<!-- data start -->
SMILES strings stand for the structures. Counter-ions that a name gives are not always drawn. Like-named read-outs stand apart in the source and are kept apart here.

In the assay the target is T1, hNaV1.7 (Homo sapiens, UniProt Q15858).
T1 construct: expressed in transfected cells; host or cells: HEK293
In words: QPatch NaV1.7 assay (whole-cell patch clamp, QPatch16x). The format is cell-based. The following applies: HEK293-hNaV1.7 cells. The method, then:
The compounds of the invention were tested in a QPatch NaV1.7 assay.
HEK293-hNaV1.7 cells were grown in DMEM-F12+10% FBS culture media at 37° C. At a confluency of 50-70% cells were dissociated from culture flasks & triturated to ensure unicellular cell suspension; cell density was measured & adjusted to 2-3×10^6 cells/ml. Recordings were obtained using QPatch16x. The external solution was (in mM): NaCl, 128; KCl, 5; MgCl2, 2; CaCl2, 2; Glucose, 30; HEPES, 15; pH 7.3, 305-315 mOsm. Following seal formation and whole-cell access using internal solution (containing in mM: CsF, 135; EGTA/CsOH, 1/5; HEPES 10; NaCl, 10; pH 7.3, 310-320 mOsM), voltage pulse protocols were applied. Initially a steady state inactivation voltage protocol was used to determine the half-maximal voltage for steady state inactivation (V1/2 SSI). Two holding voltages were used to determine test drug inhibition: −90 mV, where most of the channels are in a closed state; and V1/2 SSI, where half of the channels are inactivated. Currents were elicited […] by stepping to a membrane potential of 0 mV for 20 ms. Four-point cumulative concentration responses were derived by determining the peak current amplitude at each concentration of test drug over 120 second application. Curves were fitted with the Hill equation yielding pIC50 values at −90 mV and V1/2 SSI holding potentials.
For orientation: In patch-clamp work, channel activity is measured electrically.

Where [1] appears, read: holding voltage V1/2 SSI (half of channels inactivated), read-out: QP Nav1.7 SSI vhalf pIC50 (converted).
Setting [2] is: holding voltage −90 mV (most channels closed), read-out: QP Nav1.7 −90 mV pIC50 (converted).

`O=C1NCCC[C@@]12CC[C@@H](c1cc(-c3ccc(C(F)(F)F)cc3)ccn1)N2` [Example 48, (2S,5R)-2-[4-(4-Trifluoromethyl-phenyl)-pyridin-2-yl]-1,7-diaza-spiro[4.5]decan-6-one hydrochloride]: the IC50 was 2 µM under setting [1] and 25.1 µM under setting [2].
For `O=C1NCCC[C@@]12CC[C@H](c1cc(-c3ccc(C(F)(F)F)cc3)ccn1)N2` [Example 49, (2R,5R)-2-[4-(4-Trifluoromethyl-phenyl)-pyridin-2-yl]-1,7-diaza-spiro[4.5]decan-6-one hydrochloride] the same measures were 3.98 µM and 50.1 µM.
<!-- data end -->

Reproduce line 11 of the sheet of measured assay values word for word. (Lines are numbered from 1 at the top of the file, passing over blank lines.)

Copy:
For `O=C1NCCC[C@@]12CC[C@H](c1cc(-c3ccc(C(F)(F)F)cc3)ccn1)N2` [Example 49, (2R,5R)-2-[4-(4-Trifluoromethyl-phenyl)-pyridin-2-yl]-1,7-diaza-spiro[4.5]decan-6-one hydrochloride] the same measures were 3.98 µM and 50.1 µM.